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5 Types of Oak Trees for Your Louisville Yard

An oak tree
Oak trees are gorgeous additions to any yard, with their interesting, pinnate leaves and acorns. Most people can recognize oaks from a distance, and the shade they provide certainly makes a space more enjoyable in the summer. But did you know that there are many different varieties of oak trees? The following are five that grow well in the Louisville area.

1. Bur Oak

The bur oak is a large oak variety that grows up to 80 feet tall with a similar spread. Its crown is soft and round, and its leaves are leathery and dark green, turning yellow-brown in the autumn. 

The bur oak an excellent choice for shade, as long as you have a large space to plant it. Bur oaks prefer well-drained soil and will adapt to tolerate some drought. If you're worried about cleaning up acorns, this is a good tree choice: bur oaks often don't produce their first crop of acorns until they're about 35 years old. Occasionally, bur oaks may be bothered by oak leaf blister, leaf spot, and other diseases, but they are generally hardy trees.

2. Scarlet Oak

Do you want an oak tree that will add vibrant fall color to your land? The scarlet oak turns a magnificent shade of red in the fall, and its inner bark is a similar color. The tree matures to about the same height as the bur oak, but with a narrower crown. You can expect a scarlet oak to grow about two feet per year, as reported by the Arbor Day Foundation. These trees require full sunlight, but they're not picky about soil type.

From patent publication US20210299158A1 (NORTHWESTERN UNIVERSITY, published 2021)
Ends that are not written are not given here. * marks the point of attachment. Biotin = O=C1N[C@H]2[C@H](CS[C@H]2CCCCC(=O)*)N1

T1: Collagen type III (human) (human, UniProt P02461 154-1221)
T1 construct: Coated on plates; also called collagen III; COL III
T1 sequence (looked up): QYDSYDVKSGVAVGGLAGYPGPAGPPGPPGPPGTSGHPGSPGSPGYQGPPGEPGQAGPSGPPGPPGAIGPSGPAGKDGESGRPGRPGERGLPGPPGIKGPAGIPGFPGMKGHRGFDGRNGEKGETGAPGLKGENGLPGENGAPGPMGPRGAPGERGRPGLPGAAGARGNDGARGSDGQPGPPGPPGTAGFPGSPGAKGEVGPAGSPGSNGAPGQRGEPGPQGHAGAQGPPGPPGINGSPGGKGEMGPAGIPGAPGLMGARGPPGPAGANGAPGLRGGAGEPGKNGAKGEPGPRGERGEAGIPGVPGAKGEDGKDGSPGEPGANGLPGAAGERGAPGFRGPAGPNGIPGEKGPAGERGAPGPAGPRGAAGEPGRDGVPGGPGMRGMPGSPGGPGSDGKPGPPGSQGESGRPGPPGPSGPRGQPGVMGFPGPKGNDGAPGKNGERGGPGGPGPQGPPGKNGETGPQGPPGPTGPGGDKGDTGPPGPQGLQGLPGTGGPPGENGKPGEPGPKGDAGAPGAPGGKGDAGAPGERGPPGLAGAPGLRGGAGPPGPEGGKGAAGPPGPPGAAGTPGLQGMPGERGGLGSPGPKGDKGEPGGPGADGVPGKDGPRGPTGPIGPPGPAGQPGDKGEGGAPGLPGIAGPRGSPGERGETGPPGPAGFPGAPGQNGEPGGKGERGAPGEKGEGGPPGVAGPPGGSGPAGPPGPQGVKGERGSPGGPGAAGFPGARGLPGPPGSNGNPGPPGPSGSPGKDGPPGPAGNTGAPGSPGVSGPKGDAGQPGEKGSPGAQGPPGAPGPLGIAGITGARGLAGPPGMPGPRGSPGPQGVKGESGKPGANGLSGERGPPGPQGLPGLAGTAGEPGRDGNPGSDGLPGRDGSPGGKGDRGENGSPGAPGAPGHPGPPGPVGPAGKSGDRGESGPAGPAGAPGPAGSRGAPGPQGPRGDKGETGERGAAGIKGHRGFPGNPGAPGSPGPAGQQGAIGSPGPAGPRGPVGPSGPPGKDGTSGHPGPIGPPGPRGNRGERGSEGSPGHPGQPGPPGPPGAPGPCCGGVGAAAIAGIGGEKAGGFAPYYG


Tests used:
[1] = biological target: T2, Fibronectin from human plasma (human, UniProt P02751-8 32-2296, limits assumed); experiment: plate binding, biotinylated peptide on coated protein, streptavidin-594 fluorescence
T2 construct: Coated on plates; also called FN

Scarlet oaks produce a particularly large amount of acorns every three to five years. The nuts may be messy, but they attract squirrels, deer, and songbirds to your property.

3. White Oak

Another wide, tall oak species perfect for shade, the white oak is often shaped like an upside-down cone, sporting a broad canopy. This tree is a good choice if you have dry or rocky soil, though it will grow stronger and hardier in moist, well-drained loam. White oaks require full sunlight, so make sure you plant yours in a wide, open space. 

White oaks have leaves that emerge with a pinkish hue in the spring, darken to a deep green by mid-summer, and turn a rusty shade of brown in the fall. These trees begin producing acorns at about 20 years of age, and they release significant numbers of acorns every four to ten years.

4. Live Oak

The live oak prefers warmer climates, and falling in USDA zone 7, Louisville is about as far north as it will tolerate. This is a slightly smaller oak variety than most others on the list, often maturing to only 40 feet tall. However, live oaks are very broad and offer excellent shade. They will also tolerate partial shade, whereas other oaks require full sunlight. Live oaks also tolerate pollution and high winds.

The acorns of live oaks are notably sweet, so they attract plenty of squirrels, raccoons, wild turkeys, and other wildlife.

5. Overcup Oak

The overcup oak is another smaller oak tree, maturing to between 45 and 70 feet in height with a spread of up to 50 feet. It will tolerate full or partial sun, and it can tolerate some flooding and poorly draining, clay soils. Overcup oaks do well in urban areas.

This tree has rich, green leaves that turn yellow in the fall. The upswept shape of its lower branches minimizes the need for pruning.

An oak tree makes a stately, majestic addition to your Louisville yard. With any of these oak varieties, proper care and maintenance early on is key to a long, healthy life. Contact T's Trees to schedule a tree trimming service or other maintenance.